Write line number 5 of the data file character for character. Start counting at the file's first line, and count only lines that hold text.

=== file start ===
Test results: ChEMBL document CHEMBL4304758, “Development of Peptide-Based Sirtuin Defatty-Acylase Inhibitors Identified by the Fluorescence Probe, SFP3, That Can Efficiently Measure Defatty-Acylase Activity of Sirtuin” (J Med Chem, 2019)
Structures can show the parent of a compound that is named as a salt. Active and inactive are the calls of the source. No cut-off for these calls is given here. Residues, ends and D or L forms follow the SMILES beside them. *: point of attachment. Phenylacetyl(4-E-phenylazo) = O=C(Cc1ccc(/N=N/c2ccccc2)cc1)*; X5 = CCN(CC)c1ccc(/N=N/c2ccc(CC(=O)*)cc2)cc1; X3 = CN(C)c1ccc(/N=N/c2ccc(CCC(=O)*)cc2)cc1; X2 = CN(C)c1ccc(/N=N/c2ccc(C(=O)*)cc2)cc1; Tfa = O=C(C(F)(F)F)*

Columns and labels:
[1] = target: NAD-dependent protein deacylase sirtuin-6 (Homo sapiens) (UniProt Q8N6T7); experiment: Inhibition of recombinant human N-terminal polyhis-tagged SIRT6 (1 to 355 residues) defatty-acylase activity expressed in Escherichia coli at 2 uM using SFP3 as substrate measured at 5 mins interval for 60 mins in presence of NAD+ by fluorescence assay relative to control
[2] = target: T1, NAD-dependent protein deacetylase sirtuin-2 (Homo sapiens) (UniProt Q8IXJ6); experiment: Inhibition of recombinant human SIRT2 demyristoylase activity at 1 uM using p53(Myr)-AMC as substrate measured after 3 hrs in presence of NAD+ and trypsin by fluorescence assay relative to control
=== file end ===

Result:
[2] = target: T1, NAD-dependent protein deacetylase sirtuin-2 (Homo sapiens) (UniProt Q8IXJ6); experiment: Inhibition of recombinant human SIRT2 demyristoylase activity at 1 uM using p53(Myr)-AMC as substrate measured after 3 hrs in presence of NAD+ and trypsin by fluorescence assay relative to control